In his most recent Embedded Bridge Newsletter, Gary Stringham describes a solution to a common read-modify-write race-condition hazard on device registers accessed by multiple software units in parallel. Some of the solutions are really neat!
I have seen the “write 1 clears” solution before in real hardware, but I was not aware of the other two variants. The idea of having a “write mask” in one half of a 32-bit word is really clever.
However, this got me thinking about what the fundamental issue here really is.
Continue reading “Neat Register Design to Avoid Races”
An embedded researcher friend of mine has posted some data on code sizes from various compilers at http://embed.cs.utah.edu/embarrassing/. The “embarrassing” bit is the idea that compiler writes should be ashamed when other compilers do better than theirs. It is worth looking over the data, even though the methodology and benchmarks are not yet perfect by any means.
Continue reading “Compiler Code Size Comparisons (for Possible Embarrassment)”
Last week, I finally got the last “OK” from the maintainers of GDB, the Gnu Debugger, indicating that my contribution to the GDB project was accepted. This is my first contribution to an open-source project, and the piece of code that has my name on it is positively puny. It is actually not really code at all, it is just a piece of documentation, for the extensions to the GDB-MI command set needed to support reversible debugging. The actual code doing the work was contributed by a colleague of mine, Tomas Holmberg, credit where credit is due.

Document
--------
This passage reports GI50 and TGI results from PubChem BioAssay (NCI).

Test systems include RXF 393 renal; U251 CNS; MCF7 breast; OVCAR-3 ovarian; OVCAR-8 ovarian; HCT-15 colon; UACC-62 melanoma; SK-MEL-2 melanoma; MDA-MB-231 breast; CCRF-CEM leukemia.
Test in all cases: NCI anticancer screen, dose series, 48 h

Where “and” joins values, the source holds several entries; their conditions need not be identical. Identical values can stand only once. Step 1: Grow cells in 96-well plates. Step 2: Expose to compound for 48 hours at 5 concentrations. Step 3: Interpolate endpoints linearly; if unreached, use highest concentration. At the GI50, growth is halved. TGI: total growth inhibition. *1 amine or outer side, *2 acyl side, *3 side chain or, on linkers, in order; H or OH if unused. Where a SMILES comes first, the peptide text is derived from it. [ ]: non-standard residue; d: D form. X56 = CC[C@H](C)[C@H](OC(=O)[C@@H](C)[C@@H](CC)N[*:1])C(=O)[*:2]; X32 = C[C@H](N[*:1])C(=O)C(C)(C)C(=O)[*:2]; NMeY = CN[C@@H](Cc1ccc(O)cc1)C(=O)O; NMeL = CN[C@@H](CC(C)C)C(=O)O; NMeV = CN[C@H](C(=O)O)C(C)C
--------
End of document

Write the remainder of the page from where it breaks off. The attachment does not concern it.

Continue reading “Contributing to the Reversible GDB”
I just won a battle against Eclipse, managing to finally rid myself of a string of strange out-of-heap warnings. It is a long story, involving lots of web searching and fiddling with the eclipse.ini file options for the JVM. It just never seemed to work as I wanted it to, despite changing the -Xmx VM argument to 256, then 512, and finally 1024m.
Continue reading “Eclipse: Changing the Java Heap Size”
For my parental leave, I have just bought myself a Lego Mindstorm NXT 2.0 kit. It is not much fun for our youngest, who mostly gets a bit scared by a piece of Lego driving around making noises, but I hope to be able to use it to teach my older child (almost five) to program. Let’s see how that turns out. It looks hard to make the NXT environment provide the kind of Roborally-style programming blocks that I had hoped to create, as I cannot for some reason get a sufficiently custom icon onto custom blocks.
It also presented me with an opportunity to try some domain-specific high-level graphical programming. The programming environment provided for the NXT series of Mindstorms kits is based on LabView from National Instruments, and it really does seem to work. It even features parallel tasks, which I tried to use…
Continue reading “Concurrency in Lego Mindstorms NXT”
For the next few months, I will be on parental leave, so there is likely to be less blogging about technical subjects (and less blogging overall). There is simply less inspiration about virtual platforms, and a bit more about toys.
During the Christmas holidays, I got the chance to compare my oldest child’s brand new Lego set with some from the mid-1980s. It is quite striking how much larger the things in the sets have become, and how much more affordable (in relative terms) Lego has become since then.
Continue reading “Off-Topic: Old and New Lego”